Stock vs Support - What's the difference?

stock | support | Related terms |

Stock is a related term of support.


As nouns the difference between stock and support

is that stock is stick, staff while support is something which supports often used attributively, as a complement or supplement to.

As a prefix stock

is used to emphasize.

As a verb support is

(senseid)to keep from falling.

stock

English

Noun

  • A store or supply
  • # (operations) A store of goods ready for sale; inventory.
  • We have a stock of televisions on hand.
  • # A supply of anything ready for use.
  • Lay in a stock of wood for the winter season.
  • # Railroad rolling stock.
  • # In a card game, a stack of undealt cards made available to the players.
  • # Farm or ranch animals; livestock.
  • # The population of a given type of animal (especially fish) available to be captured from the wild for economic use.
  • (finance) The capital raised by a company through the issue of shares. The total of shares held by an individual shareholder.
  • # The price or value of the stock for a company on the stock market
  • When the bad news came out, the company's stock dropped precipitously.
  • # (figurative) The measure of how highly a person or institution is valued.
  • After that last screw-up of mine, my stock is pretty low around here.
  • # Any of several types of security that are similar to a stock, or marketed like one.
  • The raw material from which things are made; feedstock
  • # The type of paper used in printing.
  • The books were printed on a heavier stock this year.
  • # Undeveloped film; film stock
  • Stock theater, summer stock theater
  • The trunk and woody main stems of a tree. The base from which something grows or branches.
  • * Bible, Job xiv. 8,9
  • Though the root thereof wax old in the earth, and the stock thereof die in the ground, yet through the scent of water it will bud, and bring forth boughs like a plant.
  • # (horticulture) The plant upon which the scion is .
  • #* Francis Bacon
  • The scion overruleth the stock quite.
  • # lineage, family, ancestry
  • ## (linguistics) A larger grouping of language families: a superfamily or macrofamily.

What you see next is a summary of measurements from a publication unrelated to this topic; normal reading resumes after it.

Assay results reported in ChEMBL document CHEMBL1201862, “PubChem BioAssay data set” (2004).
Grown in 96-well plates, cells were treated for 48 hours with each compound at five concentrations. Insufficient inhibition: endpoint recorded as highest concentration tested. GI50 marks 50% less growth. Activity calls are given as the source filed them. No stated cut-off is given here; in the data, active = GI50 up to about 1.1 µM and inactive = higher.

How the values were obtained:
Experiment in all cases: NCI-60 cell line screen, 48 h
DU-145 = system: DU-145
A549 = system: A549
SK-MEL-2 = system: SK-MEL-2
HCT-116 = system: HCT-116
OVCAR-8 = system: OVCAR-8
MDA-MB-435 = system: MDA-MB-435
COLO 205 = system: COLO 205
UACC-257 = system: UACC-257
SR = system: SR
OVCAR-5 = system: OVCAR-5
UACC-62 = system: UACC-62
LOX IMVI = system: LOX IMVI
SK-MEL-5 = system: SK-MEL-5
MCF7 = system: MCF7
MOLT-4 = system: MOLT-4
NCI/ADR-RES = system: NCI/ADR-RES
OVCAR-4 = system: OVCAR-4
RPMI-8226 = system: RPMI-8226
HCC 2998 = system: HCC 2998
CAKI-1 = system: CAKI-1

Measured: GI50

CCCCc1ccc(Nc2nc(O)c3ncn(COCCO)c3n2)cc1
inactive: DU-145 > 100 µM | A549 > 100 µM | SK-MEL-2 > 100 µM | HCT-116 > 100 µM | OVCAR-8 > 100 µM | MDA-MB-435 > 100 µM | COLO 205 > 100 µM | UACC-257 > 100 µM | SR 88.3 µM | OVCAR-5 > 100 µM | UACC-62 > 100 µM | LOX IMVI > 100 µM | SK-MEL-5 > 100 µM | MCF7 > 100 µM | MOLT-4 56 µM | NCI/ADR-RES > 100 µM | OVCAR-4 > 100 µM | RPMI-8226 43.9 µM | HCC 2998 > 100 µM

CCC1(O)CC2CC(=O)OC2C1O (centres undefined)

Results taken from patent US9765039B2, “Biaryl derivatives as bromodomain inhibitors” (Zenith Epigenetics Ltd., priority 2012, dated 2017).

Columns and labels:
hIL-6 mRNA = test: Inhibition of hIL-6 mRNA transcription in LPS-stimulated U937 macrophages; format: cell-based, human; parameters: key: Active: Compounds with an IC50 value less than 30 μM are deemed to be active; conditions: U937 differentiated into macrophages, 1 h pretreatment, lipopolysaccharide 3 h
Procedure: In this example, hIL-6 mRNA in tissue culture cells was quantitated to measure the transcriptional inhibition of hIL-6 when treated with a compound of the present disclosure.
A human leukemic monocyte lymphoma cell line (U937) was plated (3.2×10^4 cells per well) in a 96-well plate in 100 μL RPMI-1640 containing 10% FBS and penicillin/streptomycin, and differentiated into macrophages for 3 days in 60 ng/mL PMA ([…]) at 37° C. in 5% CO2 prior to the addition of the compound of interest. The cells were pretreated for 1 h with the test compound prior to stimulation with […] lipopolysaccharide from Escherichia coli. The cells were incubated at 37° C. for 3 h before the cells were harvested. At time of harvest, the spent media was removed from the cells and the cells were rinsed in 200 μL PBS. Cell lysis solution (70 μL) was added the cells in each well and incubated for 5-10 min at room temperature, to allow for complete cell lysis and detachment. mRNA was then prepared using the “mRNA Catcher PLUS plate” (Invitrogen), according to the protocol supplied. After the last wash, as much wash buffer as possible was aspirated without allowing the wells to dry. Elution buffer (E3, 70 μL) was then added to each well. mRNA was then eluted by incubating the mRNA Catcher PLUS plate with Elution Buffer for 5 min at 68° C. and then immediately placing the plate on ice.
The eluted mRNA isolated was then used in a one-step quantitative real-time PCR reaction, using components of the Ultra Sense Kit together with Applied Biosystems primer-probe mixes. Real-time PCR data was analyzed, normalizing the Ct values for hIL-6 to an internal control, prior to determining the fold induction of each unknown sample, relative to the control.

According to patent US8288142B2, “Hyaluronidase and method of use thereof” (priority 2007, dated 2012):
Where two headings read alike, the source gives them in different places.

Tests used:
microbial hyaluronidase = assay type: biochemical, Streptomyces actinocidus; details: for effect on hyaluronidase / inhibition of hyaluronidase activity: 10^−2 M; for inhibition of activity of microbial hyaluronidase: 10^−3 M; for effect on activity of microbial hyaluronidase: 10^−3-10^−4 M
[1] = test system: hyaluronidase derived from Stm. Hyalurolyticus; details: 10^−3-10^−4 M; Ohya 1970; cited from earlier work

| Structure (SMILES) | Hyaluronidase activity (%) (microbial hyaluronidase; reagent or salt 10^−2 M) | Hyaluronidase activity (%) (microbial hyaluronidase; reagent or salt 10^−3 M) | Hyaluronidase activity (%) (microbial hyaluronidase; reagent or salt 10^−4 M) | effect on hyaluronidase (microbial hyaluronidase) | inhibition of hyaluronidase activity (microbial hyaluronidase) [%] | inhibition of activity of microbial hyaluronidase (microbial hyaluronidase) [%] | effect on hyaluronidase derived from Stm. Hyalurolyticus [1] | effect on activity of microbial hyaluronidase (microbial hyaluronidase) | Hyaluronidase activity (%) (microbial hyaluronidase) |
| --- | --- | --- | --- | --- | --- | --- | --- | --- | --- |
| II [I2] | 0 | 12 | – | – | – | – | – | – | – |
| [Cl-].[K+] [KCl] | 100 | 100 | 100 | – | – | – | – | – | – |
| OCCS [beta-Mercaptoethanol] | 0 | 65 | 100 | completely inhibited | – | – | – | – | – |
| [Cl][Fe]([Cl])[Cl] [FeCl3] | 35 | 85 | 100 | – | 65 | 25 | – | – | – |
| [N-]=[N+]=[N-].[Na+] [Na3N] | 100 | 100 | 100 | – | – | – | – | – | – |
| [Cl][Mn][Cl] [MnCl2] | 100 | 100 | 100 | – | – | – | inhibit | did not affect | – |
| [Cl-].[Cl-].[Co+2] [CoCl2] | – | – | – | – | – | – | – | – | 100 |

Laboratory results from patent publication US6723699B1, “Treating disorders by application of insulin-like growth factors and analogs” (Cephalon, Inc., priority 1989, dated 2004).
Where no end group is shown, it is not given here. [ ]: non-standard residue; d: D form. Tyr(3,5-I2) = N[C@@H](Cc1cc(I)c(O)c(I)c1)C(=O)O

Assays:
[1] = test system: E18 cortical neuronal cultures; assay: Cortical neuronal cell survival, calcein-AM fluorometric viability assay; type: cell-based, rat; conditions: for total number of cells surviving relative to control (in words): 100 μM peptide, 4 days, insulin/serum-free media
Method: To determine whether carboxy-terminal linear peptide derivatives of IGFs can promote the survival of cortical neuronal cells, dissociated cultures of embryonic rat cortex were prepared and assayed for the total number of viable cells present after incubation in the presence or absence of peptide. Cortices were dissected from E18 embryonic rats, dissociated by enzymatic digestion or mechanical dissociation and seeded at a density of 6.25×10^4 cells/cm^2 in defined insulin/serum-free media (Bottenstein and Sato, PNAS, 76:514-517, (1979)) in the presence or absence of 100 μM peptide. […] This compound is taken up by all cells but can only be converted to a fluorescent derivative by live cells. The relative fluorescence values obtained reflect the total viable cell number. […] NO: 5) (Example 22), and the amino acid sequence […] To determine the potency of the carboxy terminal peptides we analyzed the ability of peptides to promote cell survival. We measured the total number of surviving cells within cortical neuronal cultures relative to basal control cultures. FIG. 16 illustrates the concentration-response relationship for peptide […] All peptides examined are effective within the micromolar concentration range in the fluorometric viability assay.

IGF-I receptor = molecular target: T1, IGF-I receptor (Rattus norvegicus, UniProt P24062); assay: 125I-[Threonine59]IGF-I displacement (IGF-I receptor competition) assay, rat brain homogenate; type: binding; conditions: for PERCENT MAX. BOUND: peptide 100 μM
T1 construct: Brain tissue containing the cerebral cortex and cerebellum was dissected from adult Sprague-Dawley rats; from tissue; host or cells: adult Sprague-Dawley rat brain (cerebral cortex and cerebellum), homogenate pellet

• Any of the several species of cruciferous flowers in the genus Matthiola .
  • A handle or stem to which the working part of an implement or weapon is attached
  • # The part of a rifle or shotgun that rests against the shooter's shoulder.
  • #*
  • # The handle of a whip, fishing rod, etc.
  • Part of a machine that supports items or holds them in place.
  • # The headstock of a lathe, drill, etc.
  • # The tailstock of a lathe
  • A bar, stick or rod
  • # A ski pole
  • # (nautical) A bar going through an anchor, perpendicular to the flukes.
  • # (nautical) The axle attached to the rudder, which transfers the movement of the helm to the rudder.
  • # (geology) A pipe (vertical cylinder of ore)
  • A bed for infants; a crib, cot, or cradle
  • (folklore) A piece of wood magically made to be just like a real baby and substituted for it by magical beings.
  • (uncountable, countable) Broth made from meat (originally bones) or vegetables, used as a basis for stew or soup.
  • A necktie or cravat, particularly a wide necktie popular in the eighteenth century, often seen today as a part of formal wear for horse riding competitions.
  • * 1915 , :
  • He wore a brown tweed suit and a white stock . His clothes hung loosely about him as though they had been made for a much larger man. He looked like a respectable farmer of the middle of the nineteenth century.
  • * 1978 , (Lawrence Durrell), Livia'', Faber & Faber 1992 (''Avignon Quintet ), p. 417:
  • His grey waistcoat sported pearl buttons, and he wore a stock which set off to admiration a lean and aquiline face which was almost as grey as the rest of him.
  • A piece of black cloth worn under a clerical collar.
  • (obsolete) A cover for the legs; a stocking
  • A block of wood; something fixed and solid; a pillar; a firm support; a post.
  • * Milton
  • All our fathers worshipped stocks and stones.
  • * Fuller
  • Item, for a stock of brass for the holy water, seven shillings; which, by the canon, must be of marble or metal, and in no case of brick.
  • (by extension, obsolete) A person who is as dull and lifeless as a stock or post; one who has little sense.
  • * Shakespeare
  • Let's be no stoics, nor no stocks .
  • (UK, historical) The part of a tally formerly struck in the exchequer, which was delivered to the person who had lent the king money on account, as the evidence of indebtedness.
  • A thrust with a rapier; a stoccado.
  • (shipbuilding, in the plural) The frame or timbers on which a ship rests during construction.
  • (UK, in the plural) Red and grey bricks, used for the exterior of walls and the front of buildings.
  • (biology) In tectology, an aggregate or colony of persons, such as as trees, chains of salpae, etc.
  • The beater of a fulling mill.
  • (Knight)

    Synonyms

    * (farm or ranch animals) livestock * (railroad equipment) rolling stock * (raw material) feedstock * (paper for printing) card stock * (plant used in grafting) rootstock, understock * (axle attached to rudder) rudder stock * (wide necktie) stock-tie

    Derived terms